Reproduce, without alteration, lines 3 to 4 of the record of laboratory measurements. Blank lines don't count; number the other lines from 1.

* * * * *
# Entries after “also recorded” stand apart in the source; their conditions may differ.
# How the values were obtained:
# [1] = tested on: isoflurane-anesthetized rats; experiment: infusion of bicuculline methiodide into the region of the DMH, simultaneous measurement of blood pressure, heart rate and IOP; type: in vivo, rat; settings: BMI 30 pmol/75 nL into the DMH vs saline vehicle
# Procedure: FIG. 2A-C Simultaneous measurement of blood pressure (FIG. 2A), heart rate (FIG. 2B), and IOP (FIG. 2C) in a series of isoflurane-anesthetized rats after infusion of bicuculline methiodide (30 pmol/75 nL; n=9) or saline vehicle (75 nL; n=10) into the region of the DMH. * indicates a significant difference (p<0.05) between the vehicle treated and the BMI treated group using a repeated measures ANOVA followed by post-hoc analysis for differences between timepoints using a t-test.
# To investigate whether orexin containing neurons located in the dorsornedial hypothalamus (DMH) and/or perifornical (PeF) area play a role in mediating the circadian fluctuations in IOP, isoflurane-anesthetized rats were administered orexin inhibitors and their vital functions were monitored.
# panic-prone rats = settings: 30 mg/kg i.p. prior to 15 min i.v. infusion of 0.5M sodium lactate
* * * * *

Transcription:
# [1] = tested on: isoflurane-anesthetized rats; experiment: infusion of bicuculline methiodide into the region of the DMH, simultaneous measurement of blood pressure, heart rate and IOP; type: in vivo, rat; settings: BMI 30 pmol/75 nL into the DMH vs saline vehicle
# Procedure: FIG. 2A-C Simultaneous measurement of blood pressure (FIG. 2A), heart rate (FIG. 2B), and IOP (FIG. 2C) in a series of isoflurane-anesthetized rats after infusion of bicuculline methiodide (30 pmol/75 nL; n=9) or saline vehicle (75 nL; n=10) into the region of the DMH. * indicates a significant difference (p<0.05) between the vehicle treated and the BMI treated group using a repeated measures ANOVA followed by post-hoc analysis for differences between timepoints using a t-test.